Published December 23. 2013 4:00AM
While the 113th Congress and the first year of President Obama's second term ended with at least one significant achievement - approval by both the House and Senate of a two-year budget - it was a disappointing 2013.
Last January so much seemed possible. Having suffered through a tough 2012 election in which they failed to regain the presidency and lost seats in Congress, Republicans seemed ready to improve their standing with Latino voters by working with Democrats on passage of immigration reform. But the effort stalled in the House, where tea party members were unwilling to embrace a bill with a path to citizenship for residents now in the country illegally, fearful they would be labeled as having allowed amnesty.
Shocked by the mass killing of first graders and their teachers in Newtown a year ago, supporters of gun control pressed to restore and strengthen the federal ban on automatic weapons. However, the National Rifle Association again demonstrated its political muscle and no measure of any substance could get out of the Senate, a few Democrats in strong Second Amendment states joining Republicans in blocking legislation.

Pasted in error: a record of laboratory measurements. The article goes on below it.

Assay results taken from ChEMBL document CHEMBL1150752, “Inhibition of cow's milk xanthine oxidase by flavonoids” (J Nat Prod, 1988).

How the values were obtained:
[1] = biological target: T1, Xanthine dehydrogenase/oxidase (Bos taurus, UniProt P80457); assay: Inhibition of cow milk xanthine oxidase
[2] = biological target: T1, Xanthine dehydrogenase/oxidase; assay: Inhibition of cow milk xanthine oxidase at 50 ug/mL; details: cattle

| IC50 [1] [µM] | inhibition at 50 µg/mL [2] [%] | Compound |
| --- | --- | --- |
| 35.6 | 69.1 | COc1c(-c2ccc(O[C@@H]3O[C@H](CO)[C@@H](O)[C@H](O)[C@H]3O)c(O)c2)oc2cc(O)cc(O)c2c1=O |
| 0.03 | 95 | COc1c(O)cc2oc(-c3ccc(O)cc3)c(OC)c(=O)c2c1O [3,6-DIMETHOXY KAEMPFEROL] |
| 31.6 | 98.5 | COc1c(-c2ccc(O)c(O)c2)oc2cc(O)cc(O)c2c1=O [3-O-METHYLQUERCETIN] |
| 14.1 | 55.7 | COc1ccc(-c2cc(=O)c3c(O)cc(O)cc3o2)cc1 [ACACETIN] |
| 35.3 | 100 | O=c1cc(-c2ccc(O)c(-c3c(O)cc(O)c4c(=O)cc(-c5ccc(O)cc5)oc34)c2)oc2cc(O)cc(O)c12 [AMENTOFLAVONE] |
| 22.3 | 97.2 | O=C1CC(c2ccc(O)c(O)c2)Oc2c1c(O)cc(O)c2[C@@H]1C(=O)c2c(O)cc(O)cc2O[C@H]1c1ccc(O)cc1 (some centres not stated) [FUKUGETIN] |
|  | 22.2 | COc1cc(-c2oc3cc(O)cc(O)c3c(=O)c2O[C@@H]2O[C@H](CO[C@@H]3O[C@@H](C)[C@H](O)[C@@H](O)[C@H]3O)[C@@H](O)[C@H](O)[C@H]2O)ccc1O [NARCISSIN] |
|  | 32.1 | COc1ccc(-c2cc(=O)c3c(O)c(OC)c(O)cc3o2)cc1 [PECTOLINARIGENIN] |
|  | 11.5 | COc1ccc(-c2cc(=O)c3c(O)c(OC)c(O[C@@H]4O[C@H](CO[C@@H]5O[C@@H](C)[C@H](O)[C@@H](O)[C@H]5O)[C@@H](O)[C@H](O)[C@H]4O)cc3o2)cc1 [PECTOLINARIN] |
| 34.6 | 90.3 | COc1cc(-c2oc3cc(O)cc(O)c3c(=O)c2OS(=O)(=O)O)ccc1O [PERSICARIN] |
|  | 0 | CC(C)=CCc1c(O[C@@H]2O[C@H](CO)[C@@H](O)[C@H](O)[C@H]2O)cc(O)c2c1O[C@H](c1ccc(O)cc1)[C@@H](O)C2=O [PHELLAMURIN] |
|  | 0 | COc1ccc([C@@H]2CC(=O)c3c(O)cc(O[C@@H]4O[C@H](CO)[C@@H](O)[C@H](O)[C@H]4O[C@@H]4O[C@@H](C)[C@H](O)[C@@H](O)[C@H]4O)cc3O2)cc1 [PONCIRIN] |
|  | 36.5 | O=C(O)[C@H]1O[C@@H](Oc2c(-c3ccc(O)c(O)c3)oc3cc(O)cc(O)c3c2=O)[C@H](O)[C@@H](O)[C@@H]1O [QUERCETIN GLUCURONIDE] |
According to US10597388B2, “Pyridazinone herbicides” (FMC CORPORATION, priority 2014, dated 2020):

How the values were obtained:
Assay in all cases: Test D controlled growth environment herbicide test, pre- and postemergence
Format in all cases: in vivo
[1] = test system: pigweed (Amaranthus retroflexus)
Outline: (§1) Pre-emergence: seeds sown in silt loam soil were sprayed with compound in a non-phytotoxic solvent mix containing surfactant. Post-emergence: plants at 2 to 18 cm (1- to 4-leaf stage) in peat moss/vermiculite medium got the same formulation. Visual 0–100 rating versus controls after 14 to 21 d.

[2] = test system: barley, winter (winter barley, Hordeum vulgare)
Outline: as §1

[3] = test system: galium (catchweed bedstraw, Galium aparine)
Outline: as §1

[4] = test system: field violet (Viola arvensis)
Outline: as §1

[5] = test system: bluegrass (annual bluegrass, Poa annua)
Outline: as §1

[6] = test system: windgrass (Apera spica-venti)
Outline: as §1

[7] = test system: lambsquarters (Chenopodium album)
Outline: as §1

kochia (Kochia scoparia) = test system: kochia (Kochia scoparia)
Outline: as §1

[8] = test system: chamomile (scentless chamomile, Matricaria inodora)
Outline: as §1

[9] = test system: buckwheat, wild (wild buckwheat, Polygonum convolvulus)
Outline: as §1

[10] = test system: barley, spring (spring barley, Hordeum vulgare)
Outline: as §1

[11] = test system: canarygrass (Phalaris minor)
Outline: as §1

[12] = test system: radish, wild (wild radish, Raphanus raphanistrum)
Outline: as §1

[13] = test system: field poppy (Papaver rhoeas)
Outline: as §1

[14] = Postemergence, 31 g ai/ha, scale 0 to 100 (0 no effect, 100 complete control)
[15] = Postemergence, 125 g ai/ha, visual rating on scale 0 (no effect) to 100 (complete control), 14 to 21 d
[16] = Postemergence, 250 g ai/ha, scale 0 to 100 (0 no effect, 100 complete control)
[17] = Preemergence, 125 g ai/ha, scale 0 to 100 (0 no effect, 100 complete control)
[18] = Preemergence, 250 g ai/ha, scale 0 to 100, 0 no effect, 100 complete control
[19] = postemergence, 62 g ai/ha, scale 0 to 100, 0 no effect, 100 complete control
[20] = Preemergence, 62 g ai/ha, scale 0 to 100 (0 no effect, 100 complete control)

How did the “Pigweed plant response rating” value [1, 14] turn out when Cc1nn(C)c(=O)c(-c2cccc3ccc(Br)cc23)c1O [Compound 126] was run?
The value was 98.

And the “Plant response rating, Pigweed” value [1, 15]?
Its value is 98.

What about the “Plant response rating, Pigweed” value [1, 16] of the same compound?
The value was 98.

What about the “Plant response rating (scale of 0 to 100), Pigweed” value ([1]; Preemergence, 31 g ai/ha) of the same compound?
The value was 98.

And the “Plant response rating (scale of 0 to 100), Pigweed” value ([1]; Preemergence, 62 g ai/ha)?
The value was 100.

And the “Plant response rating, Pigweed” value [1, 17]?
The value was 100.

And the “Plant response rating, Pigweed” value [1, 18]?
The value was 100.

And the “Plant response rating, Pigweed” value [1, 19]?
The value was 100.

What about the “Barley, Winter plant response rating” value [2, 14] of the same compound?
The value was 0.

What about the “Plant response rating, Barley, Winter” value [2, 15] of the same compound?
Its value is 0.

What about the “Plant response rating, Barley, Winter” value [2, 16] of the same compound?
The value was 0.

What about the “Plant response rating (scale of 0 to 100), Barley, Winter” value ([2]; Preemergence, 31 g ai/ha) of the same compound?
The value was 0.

Even the scope of the budget deal is underwhelming. After the public reacted negatively to the government shutdown - orchestrated by tea party adherents in the House and Sen. Ted Cruz in the Senate in a doomed attempt to repeal Obamacare - there was at least some small chance of Congress taking a serious attempt at comprehensive tax and entitlement reform to curb deficit spending.
Instead came the modest budget deal, a status quo arrangement with no big cuts, no new taxes and no large new programs, but which will at least provide some stability and end the crisis-to-crisis approach to federal fiscal policy.
The coming year should bring another run at immigration reform. An increase in the federal minimum wage appears achievable. House Speaker John Boehner's criticism of the far-right members of his caucus when they talked of blocking the budget deal suggests he may be in the mood to work around them.
More may get done. It is hard to imagine Congress having fewer accomplishments in the coming year.